Lisa Fernandez, Brian Patrick Murphy



by JK Clarke


A new production of John Patrick Shanley’s mainstay of acting classes everywhere, Danny and the Deep Blue Sea, opened last week at Theatre Under Saint Marks in the East Village. Like many Shanley plays, Danny is set in a working class neighborhood of the Bronx, some time in the early 1980s. The play’s popularity not only derives from Shanley’s typically terrific dialog, but also from its strength as an intense two-hander in what Shanley refers to as an “Apache Dance”  (an early 20th century seemingly violent pas-de-deux between Parisian gangsters and their molls).

That intensity thrives in this production. Danny (Brian Patrick Murphy) is a truck driver and brawler with severe rage issues who’s sitting down to his very own pitcher of beer in a neighborhood dive bar. His hands are so taped up from his last scrap that he can scarcely use his fingers. Across from him sits Roberta (Lisa Fernandez), angrily nursing her own beer as well a bowl of pretzels. A menacing exchange leads to a tense discussion, which leads to an aggressive flirtation before they finally go home together. Even by today’s standards they fall into bed rather quickly.

If Danny and the Deep Blue Sea were to have a theme song, it would be the 1924 Ager/Yellen ditty, “Big Bad Bill (is Sweet William Now).” Both revolve around a street-fighting, angry, drunken brute who meets a girl, falls in love and becomes tender and sweet. Once his cautious façade falls away, Danny’s plunge into his deep sea of love is fairly instantaneous, even if the object of his affection is somewhat more difficult to convince. Their love-making back at Roberta’s place maintains some of the violence to which Danny is accustomed. But like Bill of the song, Danny is quelled fairly quickly by Roberta’s tender affections. Within no time he’s head over heels. They both are. And talking marriage.



By the cold light of day Roberta, who’s plagued with more real-life issues than Danny (she lives with her parents, has a 13-year old son, despite being only 31 years old, and is anxiety ridden over what she feels is an unmentionable incident), realizes the sweet nothings of the night before were just that: sweet and nothing. But Danny, who comes from a Protestant family, isn’t saddled with her Catholic guilt, and sets out to emancipate her from her shame. The two ultimately see hope in each other, even if it’s temporary or as unreal as the ocean that the rather dim Roberta thinks is nearby (it’s not: the local body of water is the Long Island Sound).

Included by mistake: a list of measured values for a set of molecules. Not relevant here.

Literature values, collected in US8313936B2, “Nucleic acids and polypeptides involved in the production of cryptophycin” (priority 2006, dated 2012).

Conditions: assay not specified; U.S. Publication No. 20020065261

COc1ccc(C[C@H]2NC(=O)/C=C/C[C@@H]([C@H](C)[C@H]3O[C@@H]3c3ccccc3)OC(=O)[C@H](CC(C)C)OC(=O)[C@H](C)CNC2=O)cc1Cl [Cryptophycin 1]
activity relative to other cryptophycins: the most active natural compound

Aimée Fortier’s direction of Fernandez and Murphy is straightforward and effective, despite some awkward moments. The two, who at first seem incompatible, begin to demonstrate real chemistry as they get to know each other. So, their love by play’s end isn’t inconceivable. And while their Bronx accents are a little forced and over-the-top, they’re believable as a couple of working class people down on their luck.

It’s no wonder Danny and the Deep Blue Sea is a favorite among developing actors. Like some of Shanley’s better known work (Moonstruck, Doubt), it’s wildly expressive, beautifully written and naturalistic. And despite the time and place feeling a bit dated, the characters are recognizable, and their honest, meet-angry relationship is something we not only are familiar with, but might sometimes yearn for.


Danny and the Deep Blue Sea. Through November 4 at Theatre Under St. Marks (94 St. Marks Place, between Avenue A and First Avenue). 90 minutes, no intermission.


Photos: Damien Hirst